Researchers have unveiled an early concept design of what a tram system in Coventry, England, could look like.
The autonomous “very light rail” system is subject to approval of the business case and is said to be cheaper, quieter and more environmentally friendly than anything currently available, according to the University of Warwick.
Researchers say that traditional solutions cost around £3 million per tram, but the project aims to make trams more affordable by creating a supply chain for manufacturing lightweight rail vehicles and tracks and developing a novel low-cost track solution that can be easily embedded into roads.
The “small” trams will be driverless and battery operated using rapid charging solutions – which will remove the need for overhead cables.
The first vehicle demonstration is expected in spring 2019, at the soon-to-be-built Hub to Home Transport Innovation Centre in Dudley.
Representatives from the university’s research arm, WMG, will meet with Coventry City councillors to showcase the latest plans which have been developed through an initial feasibility study.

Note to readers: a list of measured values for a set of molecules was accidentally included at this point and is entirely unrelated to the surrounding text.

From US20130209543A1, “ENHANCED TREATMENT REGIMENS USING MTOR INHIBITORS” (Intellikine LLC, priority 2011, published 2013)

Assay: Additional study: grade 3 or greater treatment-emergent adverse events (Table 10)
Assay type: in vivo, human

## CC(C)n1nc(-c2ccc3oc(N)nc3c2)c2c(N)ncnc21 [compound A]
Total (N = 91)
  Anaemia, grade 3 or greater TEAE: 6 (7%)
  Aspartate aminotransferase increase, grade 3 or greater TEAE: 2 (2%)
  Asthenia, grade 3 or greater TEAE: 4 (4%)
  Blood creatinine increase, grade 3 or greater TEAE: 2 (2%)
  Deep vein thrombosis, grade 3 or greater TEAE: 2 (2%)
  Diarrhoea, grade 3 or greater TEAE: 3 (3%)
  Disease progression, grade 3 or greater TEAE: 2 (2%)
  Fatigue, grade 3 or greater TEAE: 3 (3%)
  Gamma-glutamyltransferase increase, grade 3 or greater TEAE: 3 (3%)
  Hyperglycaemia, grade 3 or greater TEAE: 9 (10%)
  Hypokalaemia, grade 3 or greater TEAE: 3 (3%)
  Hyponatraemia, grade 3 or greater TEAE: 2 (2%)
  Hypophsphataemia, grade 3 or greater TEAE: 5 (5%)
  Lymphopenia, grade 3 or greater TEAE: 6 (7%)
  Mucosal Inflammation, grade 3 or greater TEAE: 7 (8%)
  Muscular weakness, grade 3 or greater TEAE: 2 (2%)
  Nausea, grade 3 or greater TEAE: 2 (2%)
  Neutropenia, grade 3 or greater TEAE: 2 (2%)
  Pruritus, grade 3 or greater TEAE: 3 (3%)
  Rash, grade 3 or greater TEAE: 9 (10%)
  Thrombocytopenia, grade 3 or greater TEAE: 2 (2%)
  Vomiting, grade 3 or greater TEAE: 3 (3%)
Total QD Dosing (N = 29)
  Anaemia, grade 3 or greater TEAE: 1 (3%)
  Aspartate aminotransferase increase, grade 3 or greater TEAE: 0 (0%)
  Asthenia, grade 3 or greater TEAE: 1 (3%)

The £6 million research and development project has been funded by the Government’s Local Growth Fund through the Coventry and Warwickshire Local Enterprise Partnership and West Midlands Combined Authority Devolution Deal.
Coventry and Warwickshire Local Enterprise Partnership board director councillor Jim O’Boyle said: “Very light rail will be quicker and cheaper to build and run than any of the tram systems currently operating in the UK.
“The track will be easier and quicker to lay and in the future, the system will be able to operate without drivers. This means it will be able to be really frequent – a real hop on, hop off service, which will help to take cars off our roads – important when traffic is growing rapidly and economic success relies on keeping people moving.”